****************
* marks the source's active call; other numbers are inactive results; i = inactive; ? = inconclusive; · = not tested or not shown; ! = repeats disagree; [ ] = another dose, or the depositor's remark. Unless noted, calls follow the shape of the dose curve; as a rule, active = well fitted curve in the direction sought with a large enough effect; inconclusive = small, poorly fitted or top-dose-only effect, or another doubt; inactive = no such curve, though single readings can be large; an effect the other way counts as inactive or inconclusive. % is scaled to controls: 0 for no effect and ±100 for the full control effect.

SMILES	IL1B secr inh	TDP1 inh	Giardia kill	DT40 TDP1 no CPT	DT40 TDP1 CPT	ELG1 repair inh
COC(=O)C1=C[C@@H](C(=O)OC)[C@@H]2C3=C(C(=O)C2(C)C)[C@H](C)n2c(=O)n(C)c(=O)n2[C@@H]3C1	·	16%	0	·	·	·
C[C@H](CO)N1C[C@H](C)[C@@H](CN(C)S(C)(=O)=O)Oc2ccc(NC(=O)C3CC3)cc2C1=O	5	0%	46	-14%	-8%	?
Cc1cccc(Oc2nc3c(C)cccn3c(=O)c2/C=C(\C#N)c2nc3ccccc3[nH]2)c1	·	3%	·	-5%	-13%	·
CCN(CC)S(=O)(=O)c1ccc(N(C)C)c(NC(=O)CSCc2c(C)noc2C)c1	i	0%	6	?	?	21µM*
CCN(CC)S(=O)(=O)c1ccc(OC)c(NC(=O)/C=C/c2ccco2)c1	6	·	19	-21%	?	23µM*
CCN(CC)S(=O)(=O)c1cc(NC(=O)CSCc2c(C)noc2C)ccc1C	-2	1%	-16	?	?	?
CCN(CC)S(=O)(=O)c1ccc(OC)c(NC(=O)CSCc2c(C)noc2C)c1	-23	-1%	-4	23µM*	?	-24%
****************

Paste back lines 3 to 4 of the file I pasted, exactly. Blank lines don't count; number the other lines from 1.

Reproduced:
COC(=O)C1=C[C@@H](C(=O)OC)[C@@H]2C3=C(C(=O)C2(C)C)[C@H](C)n2c(=O)n(C)c(=O)n2[C@@H]3C1	·	16%	0	·	·	·
C[C@H](CO)N1C[C@H](C)[C@@H](CN(C)S(C)(=O)=O)Oc2ccc(NC(=O)C3CC3)cc2C1=O	5	0%	46	-14%	-8%	?